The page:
Don't bet on another interest rate cut.
Behind the typically bland language used by Reserve Bank governor Philip Lowe to explain Tuesday's decision to keep the cash rate on hold ("the board judged that holding the stance of policy unchanged at this meeting would be consistent with sustainable growth in the economy and achieving the inflation target over time") lies a belief that things are about to pick up.
That's what he'll forecast in his first quarterly statement to be released on Friday, and what his predecessor Glenn Stevens forecast in his final quarterly statement released in August.
Developments since August have strengthened Lowe's confidence.
After sliding since 2013, the underlying measures of inflation have been steady at an annual rate of about 1.5 per cent for three quarters. After sliding since 2011, private sector wage growth has been broadly steady for four quarters.
Commodity prices are no longer sliding. They've been climbing since May, and they climbed another 9.5 per cent in October.
While the RBA doesn't think they'll continue to climb for too much longer (some of the recent increases in the contracted prices of coking coal have been too good to be true and dependent on temporary conditions in China), it doesn't expect commodity prices to fall back to where they were at the time of the May budget. They are not likely to depress wages and prices as they once did.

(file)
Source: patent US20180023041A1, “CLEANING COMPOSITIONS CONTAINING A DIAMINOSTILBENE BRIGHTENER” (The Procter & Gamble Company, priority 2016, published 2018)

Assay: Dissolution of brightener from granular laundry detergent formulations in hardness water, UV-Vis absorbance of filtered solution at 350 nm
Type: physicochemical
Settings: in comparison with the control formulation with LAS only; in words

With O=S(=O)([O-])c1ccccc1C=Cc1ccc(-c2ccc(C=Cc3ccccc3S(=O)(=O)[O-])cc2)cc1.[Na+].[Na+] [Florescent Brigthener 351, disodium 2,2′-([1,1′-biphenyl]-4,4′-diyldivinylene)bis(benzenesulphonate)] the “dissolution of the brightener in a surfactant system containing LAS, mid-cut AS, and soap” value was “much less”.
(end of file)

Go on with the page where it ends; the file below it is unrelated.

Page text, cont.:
Mining investment has slid so far the RBA believes it's about to stop.
When that happens, it'll no longer be depressing employment, and the employment figures themselves aren't bad, even if part-time jobs are replacing full-time jobs. The bank believes having a job - any sort of job - is a lot better than not having one at all.
And it has received encouraging news from the retailers it talks to as part of its business liaison program. They say they are beginning to claw back pricing power.
After squeezing their margins in food, alcohol, clothing and luxury goods for ever so long, they are starting to feel they can charge a bit more.
If things continue like this, inflation will recover all by itself and the economy will grow at a healthy pace of around, then above, 3 per cent.
Lowe can leave the cash rate at 1.5 per cent. Things might change, they often do. But that's his central case.In The Age and Sydney Morning Herald